HOUSTON—Prime Minister Justin Trudeau made it clear he is flatly against a proposed U.S. border adjustment tax, telling a global gathering of politicians and energy sector executives it would hurt the economy in both countries.
“Recognizing, of course, how much the Canadian economy depends on close collaboration and integration with the American economy, anything that creates impediments at the border—extra tariffs or new taxes—is something we’re concerned with,” Trudeau said March 9 in Houston, Texas.
Trudeau came to the heart of the U.S. oil path to deliver a keynote address to the annual CERAWeek conference—a first for a Canadian prime minister—that attracts legislators, energy executives, innovators and experts from around the world.
His comments on the importance of avoiding a levy at the border—as proposed by Republican leadership in the U.S.—came in a question-and-answer session following a speech where Trudeau make the case for investing in Canadian natural resources, even while his Liberal government is preparing for a future without fossil fuels.
“Nothing is more essential to the U.S. economy than access to a secure, reliable source of energy,” Trudeau said during his speech. “Canada is that source.”
Trudeau talked up the connection between resource development and taking care of the environment, a message he has also been taking to Canadians.
Trudeau has been trying to convince skeptics on both sides of the political spectrum that the country needs both new pipelines and a carbon-pricing plan meant to cut back on greenhouse gas emissions.
The conference, organized by London-based research firm IHS Markit, also gave Trudeau an award for his stance in favour of sustainable development.
Trudeau noted his government approved two pipelines—Trans Mountain’s Kinder Morgan line and Enbridge’s Line 3 rebuild—and welcomed the news that U.S. President Donald Trump wants to move ahead with the Keystone XL pipeline project that TransCanada proposed nearly a decade ago.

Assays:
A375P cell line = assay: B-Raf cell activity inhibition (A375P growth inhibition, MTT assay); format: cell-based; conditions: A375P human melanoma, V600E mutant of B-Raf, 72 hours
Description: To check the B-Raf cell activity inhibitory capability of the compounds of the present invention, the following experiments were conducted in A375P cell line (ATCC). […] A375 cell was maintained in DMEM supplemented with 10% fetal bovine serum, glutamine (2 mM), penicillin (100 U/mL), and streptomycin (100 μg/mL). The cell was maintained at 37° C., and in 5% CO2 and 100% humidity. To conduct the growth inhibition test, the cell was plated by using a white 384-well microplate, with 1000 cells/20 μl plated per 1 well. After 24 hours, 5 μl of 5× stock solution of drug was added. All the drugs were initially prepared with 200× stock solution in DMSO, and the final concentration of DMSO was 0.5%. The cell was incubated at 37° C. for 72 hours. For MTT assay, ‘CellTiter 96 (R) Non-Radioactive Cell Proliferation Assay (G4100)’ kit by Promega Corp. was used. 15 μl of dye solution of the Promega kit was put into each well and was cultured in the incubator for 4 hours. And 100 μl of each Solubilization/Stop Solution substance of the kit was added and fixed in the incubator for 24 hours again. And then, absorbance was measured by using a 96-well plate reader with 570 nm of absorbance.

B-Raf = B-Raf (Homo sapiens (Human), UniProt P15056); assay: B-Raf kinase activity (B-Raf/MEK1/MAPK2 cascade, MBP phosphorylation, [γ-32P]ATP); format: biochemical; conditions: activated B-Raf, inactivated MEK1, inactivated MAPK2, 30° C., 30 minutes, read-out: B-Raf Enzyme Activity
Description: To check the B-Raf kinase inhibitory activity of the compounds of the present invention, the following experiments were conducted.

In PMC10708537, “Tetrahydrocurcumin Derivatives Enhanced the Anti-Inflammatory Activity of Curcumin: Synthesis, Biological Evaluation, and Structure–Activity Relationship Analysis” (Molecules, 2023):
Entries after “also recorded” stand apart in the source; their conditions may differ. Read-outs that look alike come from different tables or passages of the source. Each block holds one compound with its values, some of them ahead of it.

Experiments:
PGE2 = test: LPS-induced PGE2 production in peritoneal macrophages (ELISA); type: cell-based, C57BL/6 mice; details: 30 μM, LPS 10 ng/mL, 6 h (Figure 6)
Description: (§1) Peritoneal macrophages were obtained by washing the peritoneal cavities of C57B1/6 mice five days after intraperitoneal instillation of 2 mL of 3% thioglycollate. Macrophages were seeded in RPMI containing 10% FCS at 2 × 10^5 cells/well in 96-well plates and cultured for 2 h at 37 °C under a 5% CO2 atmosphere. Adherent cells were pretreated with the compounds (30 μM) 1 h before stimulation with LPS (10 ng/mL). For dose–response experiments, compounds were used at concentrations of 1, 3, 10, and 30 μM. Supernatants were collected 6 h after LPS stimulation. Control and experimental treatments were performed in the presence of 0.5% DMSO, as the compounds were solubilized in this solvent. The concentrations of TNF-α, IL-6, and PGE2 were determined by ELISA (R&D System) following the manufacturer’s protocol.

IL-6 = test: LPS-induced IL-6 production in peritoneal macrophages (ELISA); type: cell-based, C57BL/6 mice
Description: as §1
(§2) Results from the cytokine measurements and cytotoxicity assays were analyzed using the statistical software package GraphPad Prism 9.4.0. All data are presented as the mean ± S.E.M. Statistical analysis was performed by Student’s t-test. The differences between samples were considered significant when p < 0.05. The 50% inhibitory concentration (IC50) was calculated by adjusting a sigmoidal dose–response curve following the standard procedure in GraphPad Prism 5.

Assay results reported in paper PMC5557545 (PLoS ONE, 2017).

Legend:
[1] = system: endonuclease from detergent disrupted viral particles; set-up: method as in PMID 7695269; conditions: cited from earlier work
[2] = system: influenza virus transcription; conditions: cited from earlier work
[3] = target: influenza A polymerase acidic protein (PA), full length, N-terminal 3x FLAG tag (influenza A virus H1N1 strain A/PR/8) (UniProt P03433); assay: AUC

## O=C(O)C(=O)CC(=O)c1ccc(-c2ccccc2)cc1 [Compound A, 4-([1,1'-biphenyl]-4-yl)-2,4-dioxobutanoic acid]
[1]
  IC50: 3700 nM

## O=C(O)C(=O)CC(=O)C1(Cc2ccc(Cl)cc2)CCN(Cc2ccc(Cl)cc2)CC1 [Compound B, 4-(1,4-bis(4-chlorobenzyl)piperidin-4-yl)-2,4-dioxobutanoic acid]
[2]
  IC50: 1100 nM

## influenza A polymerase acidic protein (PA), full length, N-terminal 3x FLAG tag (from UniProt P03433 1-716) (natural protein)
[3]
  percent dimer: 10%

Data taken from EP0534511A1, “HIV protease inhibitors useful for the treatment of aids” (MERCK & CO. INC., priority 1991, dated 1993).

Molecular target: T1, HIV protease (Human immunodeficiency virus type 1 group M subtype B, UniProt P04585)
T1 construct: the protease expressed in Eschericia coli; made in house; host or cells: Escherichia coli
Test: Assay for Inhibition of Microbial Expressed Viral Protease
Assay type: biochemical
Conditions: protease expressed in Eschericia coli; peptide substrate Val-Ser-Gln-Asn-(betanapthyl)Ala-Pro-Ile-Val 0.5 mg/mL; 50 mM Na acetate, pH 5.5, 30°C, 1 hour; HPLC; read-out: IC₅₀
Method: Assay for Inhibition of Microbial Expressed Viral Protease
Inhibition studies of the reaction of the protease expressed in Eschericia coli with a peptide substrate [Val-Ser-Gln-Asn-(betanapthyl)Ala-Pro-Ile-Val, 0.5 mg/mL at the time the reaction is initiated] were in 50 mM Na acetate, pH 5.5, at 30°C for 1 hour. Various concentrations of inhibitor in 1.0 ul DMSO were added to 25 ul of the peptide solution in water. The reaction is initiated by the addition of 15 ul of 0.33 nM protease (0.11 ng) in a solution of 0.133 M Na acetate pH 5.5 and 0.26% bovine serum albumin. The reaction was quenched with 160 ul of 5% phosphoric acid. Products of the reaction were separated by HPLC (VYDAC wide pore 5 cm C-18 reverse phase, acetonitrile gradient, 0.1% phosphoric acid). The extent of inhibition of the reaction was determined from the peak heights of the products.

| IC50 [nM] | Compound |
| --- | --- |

“I make no bones about it: We’re proud of this. It’s progress. It’s important,” said Trudeau.
But he argued that other things are important too.
“Let me be very clear: We could not have moved on pipelines had we not acted on climate,” Trudeau said.
The visit comes at a time when the energy industry, buoyed by a recent resurgence in the price of oil, and governments around the world are grappling with a dramatic shift in American politics.
Trump has vowed to boost fossil fuel production through easing regulations. That stance, and his tough-on-trade approach could challenge Trudeau’s vision for a clean-energy future.
Trudeau did not openly criticize Trump, but there were a few moments during his time on stage Thursday night where he pointedly praised the Canadian way of doing things—particularly when it comes to immigration—in a way that allowed his audience to read between the lines.
“Our capacity as a country to recognize that diversity is an incredible source of strength . . . and not a weakness, is one of those things I certainly hope that people notice and try and emulate around the world,” Trudeau said during the question-and-answer session.
“Because we need a little more of that,” he said before pausing to look directly into the audience.
The Conservatives have been highly critical of the Liberal plan to require all provinces and territories to have some form of carbon pricing in place by 2018, suggesting that is frightening foreign investors away.
Thursday brought news of more international energy giants abandoning the Canadian oilsands: Netherlands-based Royal Dutch Shell and Houston-based Marathon Oil are selling their stakes to Canadian Natural Resources for $12.74 billion in cash and shares.
The move shows that at a time of lower crude prices, and the quick growth of less costly shale oil, foreign companies are taking another look at their investments in the costly and carbon-intensive Alberta oilsands.
Trudeau’s visit is part of ongoing Liberal government efforts to convince the Trump administration and other American legislators that keeping an open border benefits the economy—including the energy sector—in both Canada and the U.S.
On Friday, the prime minister is scheduled to meet with Greg Abbott, the governor of Texas, and Lisa Murkowski, the U.S. senator for Alaska. Both are Republicans. David MacNaughton, Canada’s U.S. ambassador and a key player in the government’s outreach efforts, is also part of Trudeau’s entourage in Houston.
Natural Resources Minister Jim Carr, who has been in Houston all week, said the federal government believes that, in the long run, investors will see the Canadian oil and gas industry as a good place to put their money as they transition to renewable energy.
“There will be other investors who see Canada, known for its innovation and its entrepreneurship, as a place where investment makes a lot of sense,” Carr told reporters Thursday evening.